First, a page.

Bucs closing in on playoff spot after blanking Crew

Worley deals gem to help reduce club's magic number to three

Bucs closing in on playoff spot after blanking Crew

PITTSBURGH -- September is for heroes, tight collars and redemption -- the road taken Sunday by Vance Worley.

Six days after getting bumped from the Pirates' rotation, Worley returned to pitch eight magnificent innings to set up the Bucs' 1-0 victory over the Brewers in the final regular-season game at PNC Park.

The victory reduced Pittsburgh's magic number for clinching a playoff berth to three. The Brewers fell 4 1/2 games back in the race for the second National League Wild Card spot with their second loss in the three-game series.

"It sure doesn't look good," Milwaukee manager Ron Roenicke said. "[The Pirates] are a good team. They're playing well, and you don't expect them to not play well here the last [seven] games. And we've got to basically win it out. That's not easy to do."

Conversely, the series win was the Pirates' 12th in the last 14 at home -- which is where they intend to play the NL Wild Card Game.

So they have some road work remaining, to make sure the last ones to run the PNC Park bases in 2014 won't be the kids who had the run of the place after Sunday's game.

The Bucs have those seven away games remaining on their claustrophobic schedule. Eighty-seven of the first 155 have been decided by one run or two -- including the pair of 1-0 thrillers these two teams split the last two days.

On Fan Appreciation Day, the Bucs got the biggest going-away gift of all: A franchise-record season attendance of 2,442,564, pushed there by Sunday's crowd of 38,650.

"They make a difference," manager Clint Hurdle said of his home crowd, in front of which the Pirates went 101-61 the last two seasons. "They give us energy. You feel it."

Sunday's curtain was dropped by the same guy who two days earlier had gotten a curtain call for his game-winning home run. This time, Russell Martin drove in the decisive run with a seventh-inning single that was the Pirates' first outfield hit off Milwaukee ace Wily Peralta.

The hit to center drove in Andrew McCutchen, who had reached base on the Bucs' third infield hit of the day, and advanced two bases on catcher Jonathan Lucroy's passed ball and a wild pitch, respectively.

Martin was quick to defer to his batterymate, though.

"Today, obviously, was about Vance Worley," the catcher said. "He was outstanding. He was throwing the first punch out there every time."

Worley started off 21 of the 27 batters he faced with strikes on the first pitch. Not that he had to throw that many more: He banked his eight innings on a total of 82 -- only 19 of them out of the strike zone -- and retired the final 13 batters he faced.

"That," Worley said, with a wide grin," was a lot of fun."

Worley was in position to possibly even better his 100-pitch complete game on July 28 in San Francisco, for the Pirates' only individual shutout of the season. However, he departed in favor of a leadoff pinch-hitter in the eighth, and Tony Watson got to post his first save since June 20, 2013.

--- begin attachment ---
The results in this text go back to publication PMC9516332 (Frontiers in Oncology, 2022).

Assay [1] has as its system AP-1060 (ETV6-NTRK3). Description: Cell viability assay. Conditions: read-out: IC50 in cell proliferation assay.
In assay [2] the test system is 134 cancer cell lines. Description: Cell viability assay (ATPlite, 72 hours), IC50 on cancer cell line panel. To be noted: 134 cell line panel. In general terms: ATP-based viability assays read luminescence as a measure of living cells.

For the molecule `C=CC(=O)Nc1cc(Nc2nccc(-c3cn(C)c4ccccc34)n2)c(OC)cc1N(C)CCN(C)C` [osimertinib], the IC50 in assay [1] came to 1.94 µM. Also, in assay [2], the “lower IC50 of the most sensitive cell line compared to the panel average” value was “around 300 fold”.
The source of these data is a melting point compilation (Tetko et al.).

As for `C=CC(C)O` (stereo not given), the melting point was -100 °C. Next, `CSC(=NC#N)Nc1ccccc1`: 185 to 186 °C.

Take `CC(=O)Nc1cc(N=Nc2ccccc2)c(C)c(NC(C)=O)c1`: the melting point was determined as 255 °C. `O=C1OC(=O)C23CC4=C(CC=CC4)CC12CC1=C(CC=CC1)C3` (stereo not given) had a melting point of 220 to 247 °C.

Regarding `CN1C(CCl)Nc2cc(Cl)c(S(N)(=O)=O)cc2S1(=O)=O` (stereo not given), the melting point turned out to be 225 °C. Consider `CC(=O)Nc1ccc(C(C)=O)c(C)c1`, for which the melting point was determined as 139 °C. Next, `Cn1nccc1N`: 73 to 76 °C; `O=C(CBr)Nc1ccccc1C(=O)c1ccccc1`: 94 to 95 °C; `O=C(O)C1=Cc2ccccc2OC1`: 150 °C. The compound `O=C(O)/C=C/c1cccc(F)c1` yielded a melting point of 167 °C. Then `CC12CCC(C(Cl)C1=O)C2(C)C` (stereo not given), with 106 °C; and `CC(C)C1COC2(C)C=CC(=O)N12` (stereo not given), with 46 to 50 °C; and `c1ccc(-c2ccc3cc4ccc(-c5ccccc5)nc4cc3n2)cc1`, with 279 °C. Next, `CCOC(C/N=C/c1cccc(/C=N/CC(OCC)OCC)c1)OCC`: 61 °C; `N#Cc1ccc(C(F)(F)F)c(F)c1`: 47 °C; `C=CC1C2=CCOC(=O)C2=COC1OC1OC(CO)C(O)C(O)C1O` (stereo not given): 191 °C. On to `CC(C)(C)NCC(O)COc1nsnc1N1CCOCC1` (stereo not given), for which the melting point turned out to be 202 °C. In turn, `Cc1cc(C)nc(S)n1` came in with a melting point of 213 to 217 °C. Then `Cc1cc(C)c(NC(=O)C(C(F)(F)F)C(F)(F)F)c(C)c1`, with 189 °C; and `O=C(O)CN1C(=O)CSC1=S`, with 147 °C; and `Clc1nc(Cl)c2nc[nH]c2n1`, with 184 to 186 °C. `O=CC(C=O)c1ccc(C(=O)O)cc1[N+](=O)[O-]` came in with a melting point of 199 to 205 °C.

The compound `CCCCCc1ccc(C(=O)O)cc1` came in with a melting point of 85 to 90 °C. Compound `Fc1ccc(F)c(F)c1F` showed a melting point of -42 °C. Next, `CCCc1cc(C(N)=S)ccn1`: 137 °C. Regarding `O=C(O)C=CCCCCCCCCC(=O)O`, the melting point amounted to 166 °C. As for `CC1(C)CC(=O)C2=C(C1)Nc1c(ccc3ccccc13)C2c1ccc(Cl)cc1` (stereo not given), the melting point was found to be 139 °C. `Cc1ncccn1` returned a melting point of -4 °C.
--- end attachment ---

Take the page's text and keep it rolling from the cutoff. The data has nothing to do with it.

Pushed aside earlier in the week in favor of a comeback start by Charlie Morton, now again sidelined by his sports hernia, Worley allowed just four hits while striking out five and walking none in his eight innings. He fanned five, and the 19 other outs included only three outfield flies; 14 came on the ground and three on infield popups.

"A little rest was good for me," conceded the Californian, who will turn 27 during the road trip. "This is the deepest I've gone into a season the last couple of years, so it gave me some time to get my feet back under me, to gather up some of the energy I used up early in the season."

"For me," he added, "it was all about strike one and keeping the ball down in the zone."

Following disappointments in past Septembers due either to injuries or the trust not shown in him by other teams, Worley owned this opportunity.

"He had everything working," Hurdle said. "Excellent. He pitched away, he changed speeds."

With Martin's guidance, he also was deceptive.

"He stayed away [early], mixed in the offspeed stuff," the catcher said. "In their second and third at-bats, he started to throw the ball in. [Until then], they hadn't really seen any fastballs in from him, and when he goes in, he's got some good movement. He saved a few pitches for that -- and it showed."

Peralta, however, crowded Worley in the spotlight beaming down on the mound. Through six innings, the Bucs' only two hits were infield jobs by Josh Harrison, including a bunt single in the sixth.

Worley outlasted Peralta. And all of his first punches led to Martin's knockout punch applying the other bookend to the home season.

The Bucs began it on March 31 with a 1-0 win over the Cubs and ended it with their only other 1-0 win of 2014.

Tom Singer is a reporter for MLB.com and writes an MLBlog Change for a Nickel. He can also be found on Twitter @Tom_Singer. This story was not subject to the approval of Major League Baseball or its clubs.